Research – Specific Research Topics
(1) Vanadium in Biology and Catalysis
Our studies on the biological chemistry of vanadium had been directed towards coordination compounds that model the active sites in vanadate-dependent haloperoxidases (VHPOs, Fig. 2) and nitrogenases, including investigations into the enzyme-substrate interaction. Fig. 2 exemplifies reactions that are catalysed by VHPOs and by structural/functional models of the enzyme’s active centre.
Figure 2. Modelling the enzymatic oxygenation of halide (blue) and sulfide (red). Asterisks indicate chiral centres.
Solution speciation studies of vanadate-ligand and vanadate-peroxide-ligand systems – carried out by multinuclear NMR plus potentiometry (co-operation with L. Pettersson, Umeå) or EPR plus potentiometry (cooperation with E. Garribba, Sassari, and T. Kiss, Szeged), and complemented by investigations of the solid state structures – help to elucidate the structure-function synergism.
- The (biological) speciation of vanadate(V) as revealed by 51V NMR – A tribute on Lage Pettersson and his work, D. Rehder, J. Inorg. Biochem. 2015, doi:10.1016/j.jinorgbio.2014.12.014
- Sulfoxigenation catalysed by oxidovanadium complexes, P. Wu, C. Çelik, G. Santoni, J. Dallery and D. Rehder, Eur. J. Inorg. Chem. 2008, 5203-5213.
- Modelling the sulfoxigenation activity of vanadate-dependent peroxidases, P. Wu, G. Santoni, M. Fröba, and D. Rehder, Chemistry and Biodiversity 2008, 5, 1913-1926.
(2) Medicinal Applications of Vanadium
The insulin-mimetic/enhancing behaviour of vanadium compounds, such as their ability to trigger glucose uptake by glucose-metabolising cells, had been investigated in the frame of a Europe-wide COST programme (COST D21-009-01) and in cooperation with the Pharmaceutical University in Kyoto (H. Sakurai). We synthesised vanadium compounds (Fig. 3, top) that minimise toxicity, optimise stability, intestinal absorption and cellular uptake, and enhance the anti-diabetic effects of insulin. – Vanadium complexes containing hydrazone-based ligands have been shown to exhibit antiamoebic activity and are thus potential drugs against amoebiasis (cooperation with M. Maurya, Roorkee, India); Fig. 3, middle and bottom. More generally, transition metal based complexes with macrocyclic ligands have been tested, in cooperation with T. Ghosh Roy and S. Hazari, University of Chittagong, Bangladesh, for their potentiality against parasites that cause tropical diseases.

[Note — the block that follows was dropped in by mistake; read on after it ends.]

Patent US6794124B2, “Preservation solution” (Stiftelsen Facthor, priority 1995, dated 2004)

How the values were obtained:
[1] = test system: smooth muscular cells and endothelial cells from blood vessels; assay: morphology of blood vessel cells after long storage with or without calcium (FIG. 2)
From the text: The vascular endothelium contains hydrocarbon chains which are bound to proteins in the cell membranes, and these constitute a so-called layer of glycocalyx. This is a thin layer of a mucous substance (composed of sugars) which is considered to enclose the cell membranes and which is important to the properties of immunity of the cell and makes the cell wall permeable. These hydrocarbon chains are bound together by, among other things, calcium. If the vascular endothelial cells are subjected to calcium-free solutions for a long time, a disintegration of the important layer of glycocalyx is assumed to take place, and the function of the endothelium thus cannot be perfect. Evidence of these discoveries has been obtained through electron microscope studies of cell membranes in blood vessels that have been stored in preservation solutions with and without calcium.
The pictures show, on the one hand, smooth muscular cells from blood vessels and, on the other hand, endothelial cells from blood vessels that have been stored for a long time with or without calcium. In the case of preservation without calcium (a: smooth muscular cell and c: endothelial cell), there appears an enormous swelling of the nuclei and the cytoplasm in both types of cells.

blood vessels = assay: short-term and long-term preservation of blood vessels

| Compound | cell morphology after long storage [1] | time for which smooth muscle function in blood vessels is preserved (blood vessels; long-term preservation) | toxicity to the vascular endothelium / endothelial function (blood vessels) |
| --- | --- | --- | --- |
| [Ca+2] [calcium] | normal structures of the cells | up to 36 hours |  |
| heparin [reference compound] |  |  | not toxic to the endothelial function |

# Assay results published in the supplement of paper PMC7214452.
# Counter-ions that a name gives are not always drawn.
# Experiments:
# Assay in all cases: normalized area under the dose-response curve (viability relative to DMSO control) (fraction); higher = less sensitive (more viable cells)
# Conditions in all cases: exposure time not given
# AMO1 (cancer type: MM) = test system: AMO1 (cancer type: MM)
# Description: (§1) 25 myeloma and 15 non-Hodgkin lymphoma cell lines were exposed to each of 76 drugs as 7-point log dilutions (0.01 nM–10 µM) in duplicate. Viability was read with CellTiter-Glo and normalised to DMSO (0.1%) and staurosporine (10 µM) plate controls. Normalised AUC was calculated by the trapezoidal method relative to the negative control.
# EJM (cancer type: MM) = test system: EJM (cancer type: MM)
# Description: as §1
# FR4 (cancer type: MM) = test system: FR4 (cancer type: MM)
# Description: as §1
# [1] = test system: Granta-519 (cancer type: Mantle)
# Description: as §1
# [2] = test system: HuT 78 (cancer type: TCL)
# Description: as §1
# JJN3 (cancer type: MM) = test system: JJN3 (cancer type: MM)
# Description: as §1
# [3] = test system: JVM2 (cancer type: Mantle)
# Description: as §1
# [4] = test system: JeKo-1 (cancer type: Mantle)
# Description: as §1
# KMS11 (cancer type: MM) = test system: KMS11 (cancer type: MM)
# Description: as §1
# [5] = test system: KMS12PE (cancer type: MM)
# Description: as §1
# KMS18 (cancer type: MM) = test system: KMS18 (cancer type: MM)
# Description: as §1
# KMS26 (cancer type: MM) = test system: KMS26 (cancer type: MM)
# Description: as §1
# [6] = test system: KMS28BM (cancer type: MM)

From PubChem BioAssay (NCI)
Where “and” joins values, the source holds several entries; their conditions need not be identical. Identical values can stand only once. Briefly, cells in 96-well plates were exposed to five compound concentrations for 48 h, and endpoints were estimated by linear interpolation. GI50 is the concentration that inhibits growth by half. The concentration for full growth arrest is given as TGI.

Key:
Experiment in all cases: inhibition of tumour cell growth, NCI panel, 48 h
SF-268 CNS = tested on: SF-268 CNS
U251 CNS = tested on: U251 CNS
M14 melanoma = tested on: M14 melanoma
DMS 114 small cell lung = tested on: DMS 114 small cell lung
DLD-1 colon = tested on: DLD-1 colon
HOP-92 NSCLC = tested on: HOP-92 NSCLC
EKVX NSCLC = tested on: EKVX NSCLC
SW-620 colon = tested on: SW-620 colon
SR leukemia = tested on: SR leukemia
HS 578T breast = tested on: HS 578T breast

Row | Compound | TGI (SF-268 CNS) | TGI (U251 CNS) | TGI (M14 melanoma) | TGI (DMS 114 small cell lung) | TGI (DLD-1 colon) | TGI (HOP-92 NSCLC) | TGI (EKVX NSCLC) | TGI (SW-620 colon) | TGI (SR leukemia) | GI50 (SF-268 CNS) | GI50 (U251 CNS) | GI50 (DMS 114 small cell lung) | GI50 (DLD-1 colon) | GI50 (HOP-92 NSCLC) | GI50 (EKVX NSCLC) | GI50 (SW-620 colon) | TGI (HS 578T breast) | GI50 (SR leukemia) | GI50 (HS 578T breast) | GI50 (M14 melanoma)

Figure 3. Top: A new family of effective insulin-mimetic vanadium compounds: Bis(1,5-dipicolinato)vanadium(IV). X can be OR (R= alkyl, galactosyl, inositolyl) or NHR (an amino acid residue). Middle and bottom: Compounds which exhibit in vitro anti-amoebic activity; R' = furanoyl or pridyl.
- Synthesis and antimicrobial activities of copper(II) complexes of N(4),N(11)-dimethyl (LBZ & LCZ) and N(4)-monomethyl (LCZ1)-3,5,7,7,10,12,14,14-octamethyl-1,4,8,11-tetraazacyclotetradecane. Crystal and molecular structure of [CuLCZ1](ClO4)2, T. Ghosh Roy, S. K. S. Hazari, H. A. Miah, S. K. D. Gupta, P. G. Roy, U. Behrens, D. Rehder, Inorg. Chim. Acta 2014, 415, 124-131.
- Aminoacid-derivatised picolinato-oxidovanadium(IV) complexes: Characterisation, speciation and ex vivo insulin-mimetic potential, H. Esbak, E. A. Enyedy, T. Kiss, Y. Yoshikawa, H. Sakurai, E. Garribba, D. Rehder, J. Inorg. Biochem. 2009, 103, 590-600.
- Bis- and tris(pyridyl)amine-oxidovanadium complexes: Characteristics and insulin-mimetic potential, J. Nilsson, E. Degerman, M. Haukka, G.C. Lisensky, E. Garribba, Y. Yoshikawa, H. Sakurai, E. A. Enyedy, T. Kiss, H. Esbak, D. Rehder, and E. Nordlander, Dalton Trans. 2009, 7902-7911.
(3) Clusters and Cell Models
The functionalisation, "shaping" and stabilisation of polyoxidometalate clusters by their embedment into macro-cycles (such as the cryptand -stabilised decavanadate in Fig. 4, left) allows for the design of “soluble oxides” as homogenous oxidation catalysts. Porous nano-capsules based on polyoxido-molybdates (Fig. 4, right) are models for the cellular transport of alkaline metal ions along ion channels. In cooperation with A. Müller (Bielefeld) and E. Haupt (Hamburg), these phenomena have been investigated by multinuclear NMR (1H, 7Li, 14,15N, 23Na and 39K NMR).
Figure 4. Left: Decavanadate [H2V10O28]4- stabilised by two cryptand cations [C212H2]2+. Right: Featuring Li+ transport through the pores of a Mo132 polyoxidomolybdate.
- Guests on Different Internal Capsule Sites Exchange with Each Other and with the Outside, O. Petina, D. Rehder, E.T.K. Haupt, A. Grego, I.A. Weinstock, A. Merca, H. Bögge, J. Szakacs, A. Müller, Angew. Chem. 2011, 123, 430-434; Angew. Chem. Int. Ed. 2011, 50, 410-414.
- A spherical 24 butyrate aggregate with hydrophobic cavity in a capsule with flexible pores: Confinement effects and uptake-release equilibria at higher temperatures, C. Schäffer, H. Bögge, A. Merca, I. A. Weinstock, D. Rehder, E. T. K. Haupt and A. Müller, Angew. Chem. Int. Ed. 2009, 48, 8051-8056.
(4) Interstellar Chemistry
The interstellar formation of water and organics, their delivery to planets and moons, and the implications for Life elsewhere in our Solar System, on rogue planets, and on exoplanets in the habitable zone of their sun, has been documented and discussed in two recent books; see here.
Main funding organisations
German Research Society (DFG), EU (COST), German Academic Exchange Service (DAAD), Free und Hanseatic City of Hamburg.
Hiromu Sakurai (Suzuka University, Japan), Achim Müller (Universität Bielefeld, Germany), Lage Pettersson † (Umeå Universitetet, Sweden), Ebbe Nordlander (Lund Universitet, Sweden), Saroj Hazari and Tapashi Ghosh Roy (Chittagong University, Bangladesh), Mannar Maurya (Indian Institute of Technology, Roorkee, India), Eugenio Garribba (University of Sassari, Italy), Tamás Kiss (University of Szeged, Hungary), Tatyana Polenova (University of Delaware, Newark, USA), Giulia Licini (Padova University, Italy).